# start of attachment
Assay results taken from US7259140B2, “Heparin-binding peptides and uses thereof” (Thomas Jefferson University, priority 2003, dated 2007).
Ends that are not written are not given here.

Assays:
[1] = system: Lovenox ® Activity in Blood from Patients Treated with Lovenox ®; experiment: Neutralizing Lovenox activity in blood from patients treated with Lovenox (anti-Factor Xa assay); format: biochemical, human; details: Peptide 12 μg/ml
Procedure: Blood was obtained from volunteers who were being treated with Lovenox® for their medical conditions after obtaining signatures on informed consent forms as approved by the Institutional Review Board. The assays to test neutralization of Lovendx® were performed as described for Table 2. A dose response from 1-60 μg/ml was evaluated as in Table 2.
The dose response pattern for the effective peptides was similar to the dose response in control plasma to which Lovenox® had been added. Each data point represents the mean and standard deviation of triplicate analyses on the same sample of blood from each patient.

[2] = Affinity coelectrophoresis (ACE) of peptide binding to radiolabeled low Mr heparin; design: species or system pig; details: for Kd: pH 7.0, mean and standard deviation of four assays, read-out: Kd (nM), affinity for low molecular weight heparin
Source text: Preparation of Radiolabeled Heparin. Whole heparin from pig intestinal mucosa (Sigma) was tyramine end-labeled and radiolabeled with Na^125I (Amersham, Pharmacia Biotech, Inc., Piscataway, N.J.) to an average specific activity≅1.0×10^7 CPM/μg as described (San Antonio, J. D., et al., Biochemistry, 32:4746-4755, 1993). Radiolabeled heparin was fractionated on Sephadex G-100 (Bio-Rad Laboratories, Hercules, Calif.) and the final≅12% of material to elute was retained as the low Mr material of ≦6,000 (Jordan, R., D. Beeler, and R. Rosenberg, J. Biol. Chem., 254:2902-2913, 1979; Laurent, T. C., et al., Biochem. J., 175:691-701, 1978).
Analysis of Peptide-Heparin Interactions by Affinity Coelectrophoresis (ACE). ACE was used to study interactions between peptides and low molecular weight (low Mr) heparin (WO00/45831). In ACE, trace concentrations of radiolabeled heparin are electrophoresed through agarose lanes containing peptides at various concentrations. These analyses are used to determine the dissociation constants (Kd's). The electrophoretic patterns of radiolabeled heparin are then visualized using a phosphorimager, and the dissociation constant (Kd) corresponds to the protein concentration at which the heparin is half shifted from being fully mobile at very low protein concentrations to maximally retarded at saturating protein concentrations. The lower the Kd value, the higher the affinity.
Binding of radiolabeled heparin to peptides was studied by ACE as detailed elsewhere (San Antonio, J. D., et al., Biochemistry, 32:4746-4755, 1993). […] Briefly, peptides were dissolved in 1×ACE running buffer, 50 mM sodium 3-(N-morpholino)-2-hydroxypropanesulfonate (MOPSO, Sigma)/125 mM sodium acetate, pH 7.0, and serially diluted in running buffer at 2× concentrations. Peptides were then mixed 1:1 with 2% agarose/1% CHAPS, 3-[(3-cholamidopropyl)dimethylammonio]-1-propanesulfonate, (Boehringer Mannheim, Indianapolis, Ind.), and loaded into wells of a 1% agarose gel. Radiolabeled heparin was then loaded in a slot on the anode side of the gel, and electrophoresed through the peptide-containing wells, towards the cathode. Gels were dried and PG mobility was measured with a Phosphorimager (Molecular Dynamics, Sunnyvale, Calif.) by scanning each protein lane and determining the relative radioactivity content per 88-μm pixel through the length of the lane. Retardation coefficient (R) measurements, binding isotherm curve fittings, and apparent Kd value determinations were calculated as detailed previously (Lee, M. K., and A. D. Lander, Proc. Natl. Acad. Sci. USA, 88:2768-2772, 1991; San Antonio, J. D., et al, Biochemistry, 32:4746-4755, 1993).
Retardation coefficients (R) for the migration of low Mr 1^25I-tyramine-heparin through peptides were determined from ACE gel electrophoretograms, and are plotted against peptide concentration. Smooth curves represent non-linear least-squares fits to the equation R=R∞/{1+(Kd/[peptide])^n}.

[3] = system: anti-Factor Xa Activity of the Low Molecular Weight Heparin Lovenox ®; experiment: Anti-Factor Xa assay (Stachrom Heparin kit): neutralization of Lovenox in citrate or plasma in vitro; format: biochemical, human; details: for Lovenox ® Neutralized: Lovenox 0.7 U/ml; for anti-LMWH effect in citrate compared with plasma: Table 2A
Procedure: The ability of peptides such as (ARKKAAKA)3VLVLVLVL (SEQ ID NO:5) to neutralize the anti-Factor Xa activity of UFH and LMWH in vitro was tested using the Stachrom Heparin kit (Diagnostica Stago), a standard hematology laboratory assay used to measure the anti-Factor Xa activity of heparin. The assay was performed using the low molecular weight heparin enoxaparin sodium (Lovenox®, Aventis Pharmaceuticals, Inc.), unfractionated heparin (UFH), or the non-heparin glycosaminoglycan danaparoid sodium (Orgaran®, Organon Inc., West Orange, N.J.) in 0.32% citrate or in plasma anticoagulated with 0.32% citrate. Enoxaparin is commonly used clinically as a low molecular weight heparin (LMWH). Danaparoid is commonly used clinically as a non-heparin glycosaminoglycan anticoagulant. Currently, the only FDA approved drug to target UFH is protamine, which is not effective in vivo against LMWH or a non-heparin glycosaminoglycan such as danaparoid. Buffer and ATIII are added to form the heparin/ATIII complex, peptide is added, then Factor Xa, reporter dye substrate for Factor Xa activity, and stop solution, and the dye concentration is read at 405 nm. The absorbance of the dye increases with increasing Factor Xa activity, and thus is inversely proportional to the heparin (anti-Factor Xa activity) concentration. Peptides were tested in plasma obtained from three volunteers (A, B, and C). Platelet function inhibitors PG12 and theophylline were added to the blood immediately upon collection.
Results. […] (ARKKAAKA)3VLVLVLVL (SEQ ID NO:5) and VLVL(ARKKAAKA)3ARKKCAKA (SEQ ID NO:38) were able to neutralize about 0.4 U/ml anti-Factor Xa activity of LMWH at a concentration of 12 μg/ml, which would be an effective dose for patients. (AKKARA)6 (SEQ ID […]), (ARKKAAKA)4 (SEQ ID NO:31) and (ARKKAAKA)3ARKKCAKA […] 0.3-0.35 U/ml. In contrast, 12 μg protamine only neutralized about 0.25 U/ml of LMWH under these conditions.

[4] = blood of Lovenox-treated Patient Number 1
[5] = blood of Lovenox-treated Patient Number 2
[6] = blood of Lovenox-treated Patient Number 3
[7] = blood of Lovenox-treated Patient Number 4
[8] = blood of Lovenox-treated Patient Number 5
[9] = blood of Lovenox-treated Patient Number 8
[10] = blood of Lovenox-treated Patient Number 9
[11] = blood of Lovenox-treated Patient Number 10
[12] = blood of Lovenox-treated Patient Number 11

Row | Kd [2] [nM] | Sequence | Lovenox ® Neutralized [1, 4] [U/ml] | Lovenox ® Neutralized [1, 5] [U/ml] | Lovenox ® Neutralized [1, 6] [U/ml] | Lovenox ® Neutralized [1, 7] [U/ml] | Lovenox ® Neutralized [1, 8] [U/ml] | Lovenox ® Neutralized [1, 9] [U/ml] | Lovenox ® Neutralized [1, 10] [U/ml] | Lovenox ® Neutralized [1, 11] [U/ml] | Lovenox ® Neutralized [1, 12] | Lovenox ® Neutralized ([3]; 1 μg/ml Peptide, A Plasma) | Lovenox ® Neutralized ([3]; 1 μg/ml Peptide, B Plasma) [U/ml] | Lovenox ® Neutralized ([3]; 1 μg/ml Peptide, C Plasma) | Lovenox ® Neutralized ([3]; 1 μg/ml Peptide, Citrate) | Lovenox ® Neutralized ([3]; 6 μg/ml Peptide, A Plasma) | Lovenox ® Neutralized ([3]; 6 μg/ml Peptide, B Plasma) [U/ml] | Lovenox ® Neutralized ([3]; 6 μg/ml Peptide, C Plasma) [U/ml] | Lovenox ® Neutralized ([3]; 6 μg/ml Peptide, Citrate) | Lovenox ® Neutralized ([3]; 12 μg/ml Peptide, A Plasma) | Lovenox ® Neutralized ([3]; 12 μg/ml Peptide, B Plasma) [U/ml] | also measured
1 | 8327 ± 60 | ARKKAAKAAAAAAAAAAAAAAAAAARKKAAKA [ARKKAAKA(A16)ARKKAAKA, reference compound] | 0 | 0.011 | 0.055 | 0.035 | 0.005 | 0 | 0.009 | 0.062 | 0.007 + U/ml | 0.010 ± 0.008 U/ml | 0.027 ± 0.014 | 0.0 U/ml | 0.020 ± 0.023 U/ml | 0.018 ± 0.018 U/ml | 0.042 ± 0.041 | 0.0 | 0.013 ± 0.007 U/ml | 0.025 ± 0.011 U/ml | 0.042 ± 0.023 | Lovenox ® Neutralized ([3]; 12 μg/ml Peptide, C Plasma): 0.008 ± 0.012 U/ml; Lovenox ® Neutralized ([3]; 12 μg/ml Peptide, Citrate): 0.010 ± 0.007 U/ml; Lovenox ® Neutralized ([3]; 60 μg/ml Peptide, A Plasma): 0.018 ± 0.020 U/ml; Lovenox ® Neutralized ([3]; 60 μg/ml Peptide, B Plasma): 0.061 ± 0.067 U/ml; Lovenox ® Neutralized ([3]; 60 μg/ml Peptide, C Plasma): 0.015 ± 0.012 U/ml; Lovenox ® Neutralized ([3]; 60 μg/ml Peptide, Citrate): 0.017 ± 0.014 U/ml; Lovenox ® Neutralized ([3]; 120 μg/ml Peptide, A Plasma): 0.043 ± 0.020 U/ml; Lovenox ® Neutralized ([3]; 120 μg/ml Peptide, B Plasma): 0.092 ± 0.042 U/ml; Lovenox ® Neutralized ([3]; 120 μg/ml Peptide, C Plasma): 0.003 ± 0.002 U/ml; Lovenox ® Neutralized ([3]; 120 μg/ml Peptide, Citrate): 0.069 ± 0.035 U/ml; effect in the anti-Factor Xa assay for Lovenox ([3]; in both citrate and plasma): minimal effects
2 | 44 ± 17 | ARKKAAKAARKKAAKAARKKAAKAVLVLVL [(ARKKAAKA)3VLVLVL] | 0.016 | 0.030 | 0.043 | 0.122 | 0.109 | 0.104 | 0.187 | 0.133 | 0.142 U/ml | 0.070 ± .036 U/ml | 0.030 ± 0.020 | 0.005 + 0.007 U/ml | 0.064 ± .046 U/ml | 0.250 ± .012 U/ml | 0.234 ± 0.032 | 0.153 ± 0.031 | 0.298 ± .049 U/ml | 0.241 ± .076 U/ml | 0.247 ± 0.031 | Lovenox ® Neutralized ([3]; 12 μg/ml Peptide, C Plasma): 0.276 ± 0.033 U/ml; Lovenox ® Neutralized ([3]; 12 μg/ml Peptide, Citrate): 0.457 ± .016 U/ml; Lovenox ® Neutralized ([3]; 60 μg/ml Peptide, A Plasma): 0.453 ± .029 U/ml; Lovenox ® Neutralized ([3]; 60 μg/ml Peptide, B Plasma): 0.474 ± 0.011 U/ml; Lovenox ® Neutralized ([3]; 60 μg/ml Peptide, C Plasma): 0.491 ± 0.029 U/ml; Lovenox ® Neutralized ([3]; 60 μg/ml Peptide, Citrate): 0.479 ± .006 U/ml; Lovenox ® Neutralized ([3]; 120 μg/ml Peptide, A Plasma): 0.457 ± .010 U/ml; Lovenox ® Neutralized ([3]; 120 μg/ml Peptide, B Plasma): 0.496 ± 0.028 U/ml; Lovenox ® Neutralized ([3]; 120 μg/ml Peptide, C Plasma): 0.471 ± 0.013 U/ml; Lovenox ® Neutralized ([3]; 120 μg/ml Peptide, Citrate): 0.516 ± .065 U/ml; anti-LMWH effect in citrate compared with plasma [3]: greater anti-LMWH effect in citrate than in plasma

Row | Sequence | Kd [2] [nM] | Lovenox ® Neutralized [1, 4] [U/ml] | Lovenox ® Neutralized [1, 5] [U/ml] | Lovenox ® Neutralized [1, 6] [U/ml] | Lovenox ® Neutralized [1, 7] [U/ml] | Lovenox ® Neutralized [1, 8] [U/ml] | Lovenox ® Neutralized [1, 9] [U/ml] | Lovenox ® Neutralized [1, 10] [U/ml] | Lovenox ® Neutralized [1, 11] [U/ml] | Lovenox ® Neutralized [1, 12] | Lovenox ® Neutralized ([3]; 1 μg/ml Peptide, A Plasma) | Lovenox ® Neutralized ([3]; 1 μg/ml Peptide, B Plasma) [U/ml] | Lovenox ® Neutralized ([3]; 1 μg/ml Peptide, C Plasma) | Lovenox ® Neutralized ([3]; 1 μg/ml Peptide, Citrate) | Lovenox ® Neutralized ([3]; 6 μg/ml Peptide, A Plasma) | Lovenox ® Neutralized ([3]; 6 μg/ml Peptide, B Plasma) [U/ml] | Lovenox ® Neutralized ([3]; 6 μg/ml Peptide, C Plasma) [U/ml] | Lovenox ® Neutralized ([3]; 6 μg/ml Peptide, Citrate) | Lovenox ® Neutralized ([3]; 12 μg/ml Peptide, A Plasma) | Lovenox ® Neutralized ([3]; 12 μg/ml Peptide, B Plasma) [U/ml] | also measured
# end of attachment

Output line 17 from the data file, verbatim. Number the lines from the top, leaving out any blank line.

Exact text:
[6] = blood of Lovenox-treated Patient Number 3